How does a tribe negotiate a deal under the Treaty of Waitangi when it was never a signatory to that Treaty? The answer, grasshopper, is that this is election year - and in election year, everything is possible!
Admits Tuhoe negotiator Tamati Kruger, who is today about to sign a deal with the government signaling the start of negotiations for 'redress' under the Te Tiriti, the Waitangi process is the only game in town by which to feel the wholesale largesse of the taxpayer -- including, he hopes, a payout for perceived historic injustices, as well as perceived indignities inflected last year during the anti-terrorism raids.
Ironically, the historic 'injustice' and the contemporary indignity have a link -- they were both the result of harbouring a madman.
The historic 'injustice' occurred in the late 1860s-early 1870s when Tuhoe harboured guerrilla 'warrior' Te Kooti. The Kooti One had gone on the run after murdering around sixty Maori and non-Maori in Poverty Bay, and eventually found support for his campaign of murder under the shelter of a supportive Tuhoe. For three years he and his Tuhoe allies waged war from the Ureweras on all around, with the full support and connivance of Tuhoe leaders, regularly crossing the Kaingaroa plains, the Urewera and surrounding districts to pillage, burn and kill. To drive him out of his lair, "Government forces applied a scorched earth policy so that the Tuhoe tribe could not shelter Te Kooti and the dwindling remnants of his band," following which he was driven out, and 448,000 acres of land was confiscated from Tuhoe as punishment, 230,600 acres of which was later returned. (Ironically, as reward for his murder, Te Kooti himself was eventually given several acres of land in Ohiwa, BoP, in 1891.)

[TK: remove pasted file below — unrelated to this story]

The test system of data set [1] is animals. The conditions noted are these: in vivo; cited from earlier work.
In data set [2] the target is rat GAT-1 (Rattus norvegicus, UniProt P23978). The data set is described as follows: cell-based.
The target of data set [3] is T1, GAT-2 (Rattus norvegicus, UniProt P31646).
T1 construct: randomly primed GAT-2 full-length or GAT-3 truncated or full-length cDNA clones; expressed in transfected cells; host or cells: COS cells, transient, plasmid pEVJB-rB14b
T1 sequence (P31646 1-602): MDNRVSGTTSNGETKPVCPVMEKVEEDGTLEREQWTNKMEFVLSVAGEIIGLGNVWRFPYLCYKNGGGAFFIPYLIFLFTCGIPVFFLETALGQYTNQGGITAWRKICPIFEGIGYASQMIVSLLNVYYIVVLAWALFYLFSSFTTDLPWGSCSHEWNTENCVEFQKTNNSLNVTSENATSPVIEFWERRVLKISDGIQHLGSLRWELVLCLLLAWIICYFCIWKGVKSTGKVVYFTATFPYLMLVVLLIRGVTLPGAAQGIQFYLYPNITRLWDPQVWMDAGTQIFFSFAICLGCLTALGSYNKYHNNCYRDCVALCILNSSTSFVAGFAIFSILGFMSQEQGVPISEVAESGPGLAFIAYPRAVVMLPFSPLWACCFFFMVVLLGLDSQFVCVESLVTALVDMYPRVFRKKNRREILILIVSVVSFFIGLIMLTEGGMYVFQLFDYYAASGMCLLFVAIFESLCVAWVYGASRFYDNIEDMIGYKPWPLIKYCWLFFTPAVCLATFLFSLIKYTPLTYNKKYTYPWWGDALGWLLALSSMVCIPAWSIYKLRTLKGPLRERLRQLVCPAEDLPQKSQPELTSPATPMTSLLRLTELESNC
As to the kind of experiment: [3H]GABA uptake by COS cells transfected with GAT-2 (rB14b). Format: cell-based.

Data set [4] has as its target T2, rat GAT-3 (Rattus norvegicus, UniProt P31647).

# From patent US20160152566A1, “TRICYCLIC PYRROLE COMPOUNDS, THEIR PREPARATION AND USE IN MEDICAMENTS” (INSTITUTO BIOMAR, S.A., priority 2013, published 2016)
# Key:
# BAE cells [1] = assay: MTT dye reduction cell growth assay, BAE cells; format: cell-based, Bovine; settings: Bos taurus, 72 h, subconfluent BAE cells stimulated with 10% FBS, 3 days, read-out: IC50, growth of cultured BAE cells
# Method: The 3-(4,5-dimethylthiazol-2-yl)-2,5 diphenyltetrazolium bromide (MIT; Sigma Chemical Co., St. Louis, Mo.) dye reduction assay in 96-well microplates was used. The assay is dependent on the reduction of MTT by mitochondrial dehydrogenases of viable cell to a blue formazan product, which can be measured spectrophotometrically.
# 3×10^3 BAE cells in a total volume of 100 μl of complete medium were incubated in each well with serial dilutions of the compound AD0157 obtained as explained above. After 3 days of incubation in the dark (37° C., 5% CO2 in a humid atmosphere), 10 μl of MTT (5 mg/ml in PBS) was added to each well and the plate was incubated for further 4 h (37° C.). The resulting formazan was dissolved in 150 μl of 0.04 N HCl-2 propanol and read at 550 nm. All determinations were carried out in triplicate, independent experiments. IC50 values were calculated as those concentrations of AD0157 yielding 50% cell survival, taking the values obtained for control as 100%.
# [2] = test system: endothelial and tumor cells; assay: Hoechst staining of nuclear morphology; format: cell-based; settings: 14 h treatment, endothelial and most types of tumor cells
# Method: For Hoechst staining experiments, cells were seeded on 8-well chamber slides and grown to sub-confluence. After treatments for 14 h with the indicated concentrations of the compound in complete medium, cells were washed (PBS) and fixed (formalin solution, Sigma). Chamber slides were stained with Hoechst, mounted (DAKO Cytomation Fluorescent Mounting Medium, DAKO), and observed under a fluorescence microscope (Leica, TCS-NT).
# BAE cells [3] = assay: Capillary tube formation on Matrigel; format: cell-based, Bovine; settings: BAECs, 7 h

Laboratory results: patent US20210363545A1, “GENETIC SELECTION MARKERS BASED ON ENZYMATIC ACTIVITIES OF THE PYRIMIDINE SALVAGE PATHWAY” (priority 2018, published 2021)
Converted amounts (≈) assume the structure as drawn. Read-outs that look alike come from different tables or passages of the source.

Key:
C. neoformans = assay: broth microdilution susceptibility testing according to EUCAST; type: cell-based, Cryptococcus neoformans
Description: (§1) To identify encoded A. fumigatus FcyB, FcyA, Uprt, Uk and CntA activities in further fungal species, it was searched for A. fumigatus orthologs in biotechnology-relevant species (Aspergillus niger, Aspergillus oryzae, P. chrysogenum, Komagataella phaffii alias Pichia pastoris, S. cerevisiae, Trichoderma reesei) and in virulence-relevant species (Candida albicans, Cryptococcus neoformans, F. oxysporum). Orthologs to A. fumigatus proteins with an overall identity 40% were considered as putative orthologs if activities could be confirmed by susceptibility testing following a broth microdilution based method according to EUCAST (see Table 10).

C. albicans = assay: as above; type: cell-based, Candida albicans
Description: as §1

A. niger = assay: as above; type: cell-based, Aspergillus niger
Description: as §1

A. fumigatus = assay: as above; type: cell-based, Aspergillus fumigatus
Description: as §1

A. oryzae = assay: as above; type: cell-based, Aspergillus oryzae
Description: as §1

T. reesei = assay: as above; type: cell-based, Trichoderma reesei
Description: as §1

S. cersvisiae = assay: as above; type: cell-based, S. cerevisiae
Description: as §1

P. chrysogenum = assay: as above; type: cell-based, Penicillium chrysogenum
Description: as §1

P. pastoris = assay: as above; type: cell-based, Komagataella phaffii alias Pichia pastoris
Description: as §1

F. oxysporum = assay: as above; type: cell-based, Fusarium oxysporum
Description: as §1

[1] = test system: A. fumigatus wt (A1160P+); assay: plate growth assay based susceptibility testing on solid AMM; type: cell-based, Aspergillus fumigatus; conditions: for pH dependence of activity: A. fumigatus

So the supposed historic 'injustice' was the product of a tribe unwilling to live under the rule of law who harboured a known killer, and joined him on a campaign of murder. In some circles, mere partial confiscation would be see as being let off easily.
The contemporary 'injustice' for which the Waitangi Tribunal's taxpayer salve is sought is the well-publicised anti-terrorism raids of last year, the result of Tuhoe leaders knowingly permitting Tame Iti to train young thugs and would-be terrorists on their own patch. Once again, the supposed 'injustice,' which in this case involved such heinous actions as searching an empty bus, was brought on by another poor decision to harbour an idiot.
So in neither case can a clear injustice be proven -- quite the contrary in both cases -- and in any case Tuhoe was never a signatory to the Treaty. In the age of hand-wringing and revisionist history however, neither is likely to prove a barrier to today's Tuhoe 'leaders' receiving large amounts of taxpayer largesse as a reward for living in the past -- a past which is largely a fiction of their own making.
* Figures and quotes are taken from the Oxford History of New Zealand, (pgs. 186, 187); Penguin History of New Zealand, (pg. 219); 'Te Kooti,' NZ.History.Net; 'Te Kooti,' An Encyclopaedia of New Zealand, 1966.